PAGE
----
By Srijan D Oct. 31, 2019
The enduring appeal of Jaspal Bhatti’s Flop Show lies in the fact that it is rooted in reality. In one episode, government officials were dispatched to find a lost dog – not too different from the three UP cops who were punished for delays in looking for Azam Khan’s stolen buffaloes.
Back in October 31, 1989, Doordarshan viewers were treated to an opening sequence that read (in Hindi), “This episode is dedicated to those government officers who misuse office machinery and have thus inspired us to make this show”. At the time, this disclaimer might have seemed peculiar, but today, 30 years after it first appeared on screen, it has been seared into our collective consciousness as a distinctive dedication that made it clear that this show would spare no one from mockery, not even itself. The show in question, was Jaspal Bhatti’s Flop Show, a satire skit series that earned the poker-faced Bhatti the moniker “The King of Satire”. A sense of distrust was on everyone’s minds in the tumultuous ’80s that saw the Bofors scam, faced a constant risk of unstable coalitions, and a general stagnation in the economy percolate into the Indian psyche. The timing couldn’t have been any more perfect. Bhatti went ahead and bottled these feelings into the veritable Molotov cocktail that was Flop Show.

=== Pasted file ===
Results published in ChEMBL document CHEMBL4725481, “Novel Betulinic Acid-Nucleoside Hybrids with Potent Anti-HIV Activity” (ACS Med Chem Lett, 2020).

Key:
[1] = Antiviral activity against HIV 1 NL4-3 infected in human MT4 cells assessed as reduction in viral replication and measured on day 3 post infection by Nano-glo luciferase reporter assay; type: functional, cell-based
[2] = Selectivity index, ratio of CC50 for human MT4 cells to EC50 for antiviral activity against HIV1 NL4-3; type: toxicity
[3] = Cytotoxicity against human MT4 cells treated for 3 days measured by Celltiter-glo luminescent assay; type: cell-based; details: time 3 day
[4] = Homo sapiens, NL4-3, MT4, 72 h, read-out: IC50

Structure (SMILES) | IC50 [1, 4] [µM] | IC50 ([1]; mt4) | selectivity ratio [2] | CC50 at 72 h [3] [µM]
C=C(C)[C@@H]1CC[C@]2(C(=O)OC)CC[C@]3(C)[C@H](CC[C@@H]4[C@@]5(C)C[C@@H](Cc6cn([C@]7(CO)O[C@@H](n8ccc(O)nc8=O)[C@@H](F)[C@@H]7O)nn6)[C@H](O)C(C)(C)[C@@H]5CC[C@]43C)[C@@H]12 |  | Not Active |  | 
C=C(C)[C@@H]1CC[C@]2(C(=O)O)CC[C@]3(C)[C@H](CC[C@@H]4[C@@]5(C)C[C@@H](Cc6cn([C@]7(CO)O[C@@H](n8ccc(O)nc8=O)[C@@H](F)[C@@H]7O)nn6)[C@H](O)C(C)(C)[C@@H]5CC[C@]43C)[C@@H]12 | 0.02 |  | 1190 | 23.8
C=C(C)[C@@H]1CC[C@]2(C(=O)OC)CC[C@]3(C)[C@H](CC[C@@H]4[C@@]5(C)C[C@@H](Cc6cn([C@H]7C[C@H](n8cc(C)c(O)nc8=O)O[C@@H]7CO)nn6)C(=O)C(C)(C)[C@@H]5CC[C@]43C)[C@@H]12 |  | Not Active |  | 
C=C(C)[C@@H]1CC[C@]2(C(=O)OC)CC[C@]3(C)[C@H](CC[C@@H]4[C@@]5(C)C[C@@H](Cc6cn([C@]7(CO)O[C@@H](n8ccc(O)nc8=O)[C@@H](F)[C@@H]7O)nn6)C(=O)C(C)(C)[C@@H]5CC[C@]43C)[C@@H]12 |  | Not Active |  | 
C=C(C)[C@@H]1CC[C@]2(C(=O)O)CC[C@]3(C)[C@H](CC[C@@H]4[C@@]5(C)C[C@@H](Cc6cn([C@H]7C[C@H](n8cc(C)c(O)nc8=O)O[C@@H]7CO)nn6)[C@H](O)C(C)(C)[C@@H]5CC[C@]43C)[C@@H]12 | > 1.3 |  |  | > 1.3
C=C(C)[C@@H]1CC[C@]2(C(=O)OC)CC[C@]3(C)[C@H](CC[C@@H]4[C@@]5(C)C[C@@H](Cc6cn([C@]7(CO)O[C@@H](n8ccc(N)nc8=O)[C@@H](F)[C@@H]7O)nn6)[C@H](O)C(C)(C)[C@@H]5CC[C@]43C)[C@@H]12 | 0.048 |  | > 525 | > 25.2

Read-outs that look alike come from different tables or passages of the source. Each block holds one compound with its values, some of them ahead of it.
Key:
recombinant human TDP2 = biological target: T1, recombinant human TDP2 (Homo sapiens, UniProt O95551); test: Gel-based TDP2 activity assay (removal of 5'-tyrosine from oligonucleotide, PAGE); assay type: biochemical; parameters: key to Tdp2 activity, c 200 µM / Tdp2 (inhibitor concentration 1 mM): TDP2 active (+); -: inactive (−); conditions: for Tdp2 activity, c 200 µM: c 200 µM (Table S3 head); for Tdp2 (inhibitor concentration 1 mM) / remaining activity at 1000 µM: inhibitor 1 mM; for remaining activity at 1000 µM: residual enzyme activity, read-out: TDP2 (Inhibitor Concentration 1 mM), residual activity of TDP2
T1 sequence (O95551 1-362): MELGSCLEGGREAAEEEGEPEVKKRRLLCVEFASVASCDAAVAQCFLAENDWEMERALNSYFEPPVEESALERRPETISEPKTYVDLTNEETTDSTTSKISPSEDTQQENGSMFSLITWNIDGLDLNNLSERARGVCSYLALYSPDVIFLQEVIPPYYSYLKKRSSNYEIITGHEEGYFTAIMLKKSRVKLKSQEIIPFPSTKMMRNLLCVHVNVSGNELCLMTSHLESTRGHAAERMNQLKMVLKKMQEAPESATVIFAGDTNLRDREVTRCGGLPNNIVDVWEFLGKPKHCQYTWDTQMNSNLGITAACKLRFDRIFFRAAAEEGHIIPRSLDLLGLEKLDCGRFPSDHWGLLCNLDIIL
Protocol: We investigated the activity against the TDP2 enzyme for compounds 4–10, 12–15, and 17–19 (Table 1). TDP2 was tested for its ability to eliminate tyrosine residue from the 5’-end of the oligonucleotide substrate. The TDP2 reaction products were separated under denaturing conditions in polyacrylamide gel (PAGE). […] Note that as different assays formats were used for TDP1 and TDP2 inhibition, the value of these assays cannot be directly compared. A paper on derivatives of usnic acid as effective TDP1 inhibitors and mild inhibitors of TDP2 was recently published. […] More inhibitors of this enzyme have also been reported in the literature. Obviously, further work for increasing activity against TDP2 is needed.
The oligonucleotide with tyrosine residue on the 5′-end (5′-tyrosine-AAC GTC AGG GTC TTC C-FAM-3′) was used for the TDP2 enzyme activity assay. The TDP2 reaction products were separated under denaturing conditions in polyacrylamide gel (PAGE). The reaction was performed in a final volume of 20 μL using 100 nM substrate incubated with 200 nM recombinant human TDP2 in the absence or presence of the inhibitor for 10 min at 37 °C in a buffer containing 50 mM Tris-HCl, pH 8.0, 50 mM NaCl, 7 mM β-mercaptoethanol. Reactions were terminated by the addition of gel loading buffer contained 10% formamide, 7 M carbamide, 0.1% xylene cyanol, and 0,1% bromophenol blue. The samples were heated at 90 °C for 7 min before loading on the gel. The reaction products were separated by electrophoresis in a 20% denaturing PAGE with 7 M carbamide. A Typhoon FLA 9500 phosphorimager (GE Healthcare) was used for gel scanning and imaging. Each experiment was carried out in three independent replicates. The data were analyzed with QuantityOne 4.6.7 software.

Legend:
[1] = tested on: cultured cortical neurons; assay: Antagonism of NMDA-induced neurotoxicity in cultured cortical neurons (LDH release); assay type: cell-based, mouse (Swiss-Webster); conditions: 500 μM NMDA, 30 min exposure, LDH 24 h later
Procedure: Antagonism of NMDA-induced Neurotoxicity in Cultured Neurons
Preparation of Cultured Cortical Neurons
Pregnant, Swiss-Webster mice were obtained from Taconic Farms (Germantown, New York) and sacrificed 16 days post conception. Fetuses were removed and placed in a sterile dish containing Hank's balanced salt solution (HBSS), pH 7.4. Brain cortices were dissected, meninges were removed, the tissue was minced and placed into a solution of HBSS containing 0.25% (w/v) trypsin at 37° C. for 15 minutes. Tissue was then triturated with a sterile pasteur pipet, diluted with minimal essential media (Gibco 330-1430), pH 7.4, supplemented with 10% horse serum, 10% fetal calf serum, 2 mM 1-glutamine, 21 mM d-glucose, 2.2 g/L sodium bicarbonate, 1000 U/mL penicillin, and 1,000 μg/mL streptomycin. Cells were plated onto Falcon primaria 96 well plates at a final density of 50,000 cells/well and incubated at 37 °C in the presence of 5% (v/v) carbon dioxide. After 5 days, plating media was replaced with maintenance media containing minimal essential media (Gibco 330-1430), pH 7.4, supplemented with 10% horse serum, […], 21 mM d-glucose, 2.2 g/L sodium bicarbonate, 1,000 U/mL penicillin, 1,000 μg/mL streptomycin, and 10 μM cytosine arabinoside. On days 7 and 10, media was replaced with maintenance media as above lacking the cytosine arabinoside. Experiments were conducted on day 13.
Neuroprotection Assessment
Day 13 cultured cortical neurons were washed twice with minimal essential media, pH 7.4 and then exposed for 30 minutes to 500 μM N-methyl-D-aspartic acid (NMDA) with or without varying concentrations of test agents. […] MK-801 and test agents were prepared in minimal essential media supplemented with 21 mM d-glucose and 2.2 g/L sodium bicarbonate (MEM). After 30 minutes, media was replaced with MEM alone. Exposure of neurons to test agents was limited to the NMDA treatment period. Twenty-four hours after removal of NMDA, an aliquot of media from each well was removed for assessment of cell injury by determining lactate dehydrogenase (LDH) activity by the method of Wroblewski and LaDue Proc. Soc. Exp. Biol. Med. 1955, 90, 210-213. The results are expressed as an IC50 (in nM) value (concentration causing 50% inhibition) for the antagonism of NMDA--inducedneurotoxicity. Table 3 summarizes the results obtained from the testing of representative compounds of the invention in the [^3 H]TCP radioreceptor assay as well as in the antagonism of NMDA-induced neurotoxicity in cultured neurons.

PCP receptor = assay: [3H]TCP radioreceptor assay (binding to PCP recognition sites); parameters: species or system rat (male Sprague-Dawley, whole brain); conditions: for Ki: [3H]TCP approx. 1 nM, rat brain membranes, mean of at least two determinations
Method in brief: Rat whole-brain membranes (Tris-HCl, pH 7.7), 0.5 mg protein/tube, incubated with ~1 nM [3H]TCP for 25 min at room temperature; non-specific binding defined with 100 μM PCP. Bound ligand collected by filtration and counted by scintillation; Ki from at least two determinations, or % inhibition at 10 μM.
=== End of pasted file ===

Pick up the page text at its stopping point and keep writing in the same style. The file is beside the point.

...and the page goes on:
Flop Show ran for a total of 10 episodes, all of which were under 30 minutes, and saw a rotating cast – part of Bhatti’s close circle – that included his wife Savita Bhatti, and fellow comedians Vivek Shauq and Rajesh Jolly. From a production point of view, it was extremely efficient: The show’s aesthetics resembled something similar to a DIY home video; it was shot entirely in Chandigarh – at a budget of ₹20 lakh – often on the campus of the Punjab Engineering College (Bhatti’s alma mater). Over the course of the episodes, the cast took upon different roles. Bhatti for instance, oscillated between playing a government official, tenant, doctor, and chief guest.